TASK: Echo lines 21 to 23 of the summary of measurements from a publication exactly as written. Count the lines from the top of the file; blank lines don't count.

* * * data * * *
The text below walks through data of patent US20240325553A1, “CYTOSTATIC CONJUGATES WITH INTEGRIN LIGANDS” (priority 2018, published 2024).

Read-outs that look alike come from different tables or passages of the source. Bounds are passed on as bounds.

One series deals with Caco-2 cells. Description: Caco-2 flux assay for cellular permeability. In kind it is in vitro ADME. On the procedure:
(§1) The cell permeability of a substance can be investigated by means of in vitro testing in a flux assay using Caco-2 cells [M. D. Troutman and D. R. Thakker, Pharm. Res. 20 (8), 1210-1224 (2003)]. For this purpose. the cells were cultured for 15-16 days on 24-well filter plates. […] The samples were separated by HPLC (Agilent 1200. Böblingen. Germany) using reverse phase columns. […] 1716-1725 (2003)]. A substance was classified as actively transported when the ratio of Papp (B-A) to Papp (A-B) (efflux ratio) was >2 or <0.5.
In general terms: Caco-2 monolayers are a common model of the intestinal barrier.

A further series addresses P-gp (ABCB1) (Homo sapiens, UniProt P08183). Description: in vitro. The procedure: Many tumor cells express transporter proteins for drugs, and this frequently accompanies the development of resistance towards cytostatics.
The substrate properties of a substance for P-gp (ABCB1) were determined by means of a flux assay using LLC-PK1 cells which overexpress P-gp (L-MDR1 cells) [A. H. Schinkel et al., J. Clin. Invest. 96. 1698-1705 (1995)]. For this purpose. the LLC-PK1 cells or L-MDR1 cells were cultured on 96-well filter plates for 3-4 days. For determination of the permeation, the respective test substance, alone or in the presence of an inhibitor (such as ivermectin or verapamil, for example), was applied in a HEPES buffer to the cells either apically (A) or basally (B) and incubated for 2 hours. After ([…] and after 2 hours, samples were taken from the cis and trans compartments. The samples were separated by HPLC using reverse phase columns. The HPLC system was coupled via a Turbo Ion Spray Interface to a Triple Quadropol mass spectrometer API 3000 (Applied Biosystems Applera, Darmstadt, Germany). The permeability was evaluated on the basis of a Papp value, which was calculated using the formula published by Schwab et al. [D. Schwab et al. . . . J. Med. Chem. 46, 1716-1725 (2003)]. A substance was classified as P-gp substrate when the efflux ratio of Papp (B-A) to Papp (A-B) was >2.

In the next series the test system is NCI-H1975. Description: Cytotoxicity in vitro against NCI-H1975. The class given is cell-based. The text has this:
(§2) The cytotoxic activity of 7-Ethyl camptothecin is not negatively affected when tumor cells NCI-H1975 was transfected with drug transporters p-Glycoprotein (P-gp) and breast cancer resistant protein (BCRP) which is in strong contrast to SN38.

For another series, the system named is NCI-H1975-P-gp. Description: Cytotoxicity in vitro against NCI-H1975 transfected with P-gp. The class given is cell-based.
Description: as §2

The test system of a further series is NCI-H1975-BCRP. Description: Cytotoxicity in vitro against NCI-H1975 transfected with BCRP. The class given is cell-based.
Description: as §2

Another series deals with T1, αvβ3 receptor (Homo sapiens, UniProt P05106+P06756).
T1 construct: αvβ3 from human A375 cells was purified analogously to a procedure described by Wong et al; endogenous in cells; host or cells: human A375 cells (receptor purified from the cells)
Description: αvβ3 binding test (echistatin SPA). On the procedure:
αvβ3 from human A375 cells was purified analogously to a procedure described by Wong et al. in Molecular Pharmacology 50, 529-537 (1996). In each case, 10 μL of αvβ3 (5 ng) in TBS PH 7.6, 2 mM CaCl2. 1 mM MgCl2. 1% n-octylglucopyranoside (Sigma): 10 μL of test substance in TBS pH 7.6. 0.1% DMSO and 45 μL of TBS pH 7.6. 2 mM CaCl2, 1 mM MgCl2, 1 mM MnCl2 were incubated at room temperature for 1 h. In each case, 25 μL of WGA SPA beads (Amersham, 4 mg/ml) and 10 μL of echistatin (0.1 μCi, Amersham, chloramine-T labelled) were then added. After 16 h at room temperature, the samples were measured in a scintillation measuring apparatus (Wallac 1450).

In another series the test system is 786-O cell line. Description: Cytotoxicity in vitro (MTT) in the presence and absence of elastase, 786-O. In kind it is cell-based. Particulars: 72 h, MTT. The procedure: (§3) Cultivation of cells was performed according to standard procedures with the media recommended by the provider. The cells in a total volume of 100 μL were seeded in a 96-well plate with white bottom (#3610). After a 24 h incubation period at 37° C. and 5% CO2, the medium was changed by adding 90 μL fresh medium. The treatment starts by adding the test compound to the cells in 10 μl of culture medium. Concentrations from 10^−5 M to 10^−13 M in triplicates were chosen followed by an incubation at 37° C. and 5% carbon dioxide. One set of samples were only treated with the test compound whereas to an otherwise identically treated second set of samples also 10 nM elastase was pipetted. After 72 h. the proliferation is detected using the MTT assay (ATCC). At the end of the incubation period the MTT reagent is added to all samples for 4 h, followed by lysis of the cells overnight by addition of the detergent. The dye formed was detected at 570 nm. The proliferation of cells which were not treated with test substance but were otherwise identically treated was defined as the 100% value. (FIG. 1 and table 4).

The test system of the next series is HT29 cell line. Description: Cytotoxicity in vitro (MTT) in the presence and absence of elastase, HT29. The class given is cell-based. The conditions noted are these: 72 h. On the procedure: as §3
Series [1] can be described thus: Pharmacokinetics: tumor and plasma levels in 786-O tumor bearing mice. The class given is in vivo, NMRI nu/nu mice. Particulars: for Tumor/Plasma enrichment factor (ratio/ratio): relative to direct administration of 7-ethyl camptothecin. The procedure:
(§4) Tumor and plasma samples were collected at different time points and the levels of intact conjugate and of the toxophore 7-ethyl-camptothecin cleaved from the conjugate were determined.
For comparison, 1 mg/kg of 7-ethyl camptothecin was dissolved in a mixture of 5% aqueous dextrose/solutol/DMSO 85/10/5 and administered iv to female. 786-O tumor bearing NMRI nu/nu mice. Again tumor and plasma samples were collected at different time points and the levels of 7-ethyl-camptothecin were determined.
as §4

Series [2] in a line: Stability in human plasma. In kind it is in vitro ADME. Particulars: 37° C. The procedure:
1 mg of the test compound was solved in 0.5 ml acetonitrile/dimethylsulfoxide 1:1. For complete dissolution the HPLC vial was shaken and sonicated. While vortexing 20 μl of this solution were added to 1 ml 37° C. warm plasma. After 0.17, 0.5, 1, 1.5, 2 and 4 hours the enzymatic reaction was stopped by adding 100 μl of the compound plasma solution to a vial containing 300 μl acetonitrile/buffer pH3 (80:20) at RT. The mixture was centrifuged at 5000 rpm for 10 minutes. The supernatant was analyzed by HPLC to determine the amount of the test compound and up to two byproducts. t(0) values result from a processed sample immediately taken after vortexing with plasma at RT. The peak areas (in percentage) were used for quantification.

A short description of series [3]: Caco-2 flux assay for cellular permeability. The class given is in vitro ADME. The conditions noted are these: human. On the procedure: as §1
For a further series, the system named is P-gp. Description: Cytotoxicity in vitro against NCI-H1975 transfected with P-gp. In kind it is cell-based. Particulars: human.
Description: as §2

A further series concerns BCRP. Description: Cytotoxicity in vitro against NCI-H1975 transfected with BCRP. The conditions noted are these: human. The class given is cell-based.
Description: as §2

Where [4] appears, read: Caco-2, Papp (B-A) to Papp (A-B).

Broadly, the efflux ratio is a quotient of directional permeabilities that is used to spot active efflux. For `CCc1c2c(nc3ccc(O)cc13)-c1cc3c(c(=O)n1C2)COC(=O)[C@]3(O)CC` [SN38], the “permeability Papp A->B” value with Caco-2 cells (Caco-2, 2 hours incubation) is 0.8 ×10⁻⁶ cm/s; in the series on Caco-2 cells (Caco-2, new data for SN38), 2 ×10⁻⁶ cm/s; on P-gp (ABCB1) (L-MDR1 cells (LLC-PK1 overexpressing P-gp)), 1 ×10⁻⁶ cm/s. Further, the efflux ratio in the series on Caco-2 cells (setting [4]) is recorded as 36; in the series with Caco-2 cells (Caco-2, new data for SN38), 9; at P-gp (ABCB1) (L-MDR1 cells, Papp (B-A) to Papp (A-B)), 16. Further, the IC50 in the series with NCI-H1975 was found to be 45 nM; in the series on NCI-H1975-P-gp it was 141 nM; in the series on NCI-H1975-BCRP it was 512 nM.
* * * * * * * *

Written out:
(§4) Tumor and plasma samples were collected at different time points and the levels of intact conjugate and of the toxophore 7-ethyl-camptothecin cleaved from the conjugate were determined.
For comparison, 1 mg/kg of 7-ethyl camptothecin was dissolved in a mixture of 5% aqueous dextrose/solutol/DMSO 85/10/5 and administered iv to female. 786-O tumor bearing NMRI nu/nu mice. Again tumor and plasma samples were collected at different time points and the levels of 7-ethyl-camptothecin were determined.
as §4